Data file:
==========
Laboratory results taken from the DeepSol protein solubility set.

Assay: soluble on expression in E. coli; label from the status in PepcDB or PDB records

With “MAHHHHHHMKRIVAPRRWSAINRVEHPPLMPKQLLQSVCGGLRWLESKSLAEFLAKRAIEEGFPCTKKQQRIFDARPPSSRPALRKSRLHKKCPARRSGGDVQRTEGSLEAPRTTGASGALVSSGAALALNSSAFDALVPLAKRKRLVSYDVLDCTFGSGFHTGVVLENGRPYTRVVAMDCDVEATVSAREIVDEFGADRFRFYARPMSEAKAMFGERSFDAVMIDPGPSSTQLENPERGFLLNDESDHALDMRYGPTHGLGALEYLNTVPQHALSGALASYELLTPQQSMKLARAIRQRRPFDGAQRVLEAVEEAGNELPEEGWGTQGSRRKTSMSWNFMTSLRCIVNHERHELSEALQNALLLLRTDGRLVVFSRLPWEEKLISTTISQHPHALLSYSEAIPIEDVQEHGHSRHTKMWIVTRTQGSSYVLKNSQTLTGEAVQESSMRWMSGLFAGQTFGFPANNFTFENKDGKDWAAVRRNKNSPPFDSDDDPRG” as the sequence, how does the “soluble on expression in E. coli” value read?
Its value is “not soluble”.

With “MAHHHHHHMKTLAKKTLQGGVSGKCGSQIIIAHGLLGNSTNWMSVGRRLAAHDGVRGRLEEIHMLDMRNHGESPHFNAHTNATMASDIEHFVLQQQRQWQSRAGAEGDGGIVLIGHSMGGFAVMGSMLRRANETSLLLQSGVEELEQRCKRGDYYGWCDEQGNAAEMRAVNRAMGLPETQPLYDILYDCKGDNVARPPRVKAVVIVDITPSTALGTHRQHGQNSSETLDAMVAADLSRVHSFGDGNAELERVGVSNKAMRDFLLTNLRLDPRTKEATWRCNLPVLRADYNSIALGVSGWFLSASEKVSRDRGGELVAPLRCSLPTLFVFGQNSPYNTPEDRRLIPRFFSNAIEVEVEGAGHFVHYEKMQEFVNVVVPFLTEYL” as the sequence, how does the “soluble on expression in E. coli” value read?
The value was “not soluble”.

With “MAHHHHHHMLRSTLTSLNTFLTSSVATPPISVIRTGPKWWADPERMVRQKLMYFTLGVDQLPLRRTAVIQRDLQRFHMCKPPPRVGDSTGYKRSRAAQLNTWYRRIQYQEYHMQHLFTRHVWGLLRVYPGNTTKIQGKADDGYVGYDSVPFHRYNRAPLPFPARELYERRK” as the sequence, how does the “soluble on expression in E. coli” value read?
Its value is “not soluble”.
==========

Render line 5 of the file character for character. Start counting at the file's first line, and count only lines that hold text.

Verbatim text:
With “MAHHHHHHMKTLAKKTLQGGVSGKCGSQIIIAHGLLGNSTNWMSVGRRLAAHDGVRGRLEEIHMLDMRNHGESPHFNAHTNATMASDIEHFVLQQQRQWQSRAGAEGDGGIVLIGHSMGGFAVMGSMLRRANETSLLLQSGVEELEQRCKRGDYYGWCDEQGNAAEMRAVNRAMGLPETQPLYDILYDCKGDNVARPPRVKAVVIVDITPSTALGTHRQHGQNSSETLDAMVAADLSRVHSFGDGNAELERVGVSNKAMRDFLLTNLRLDPRTKEATWRCNLPVLRADYNSIALGVSGWFLSASEKVSRDRGGELVAPLRCSLPTLFVFGQNSPYNTPEDRRLIPRFFSNAIEVEVEGAGHFVHYEKMQEFVNVVVPFLTEYL” as the sequence, how does the “soluble on expression in E. coli” value read?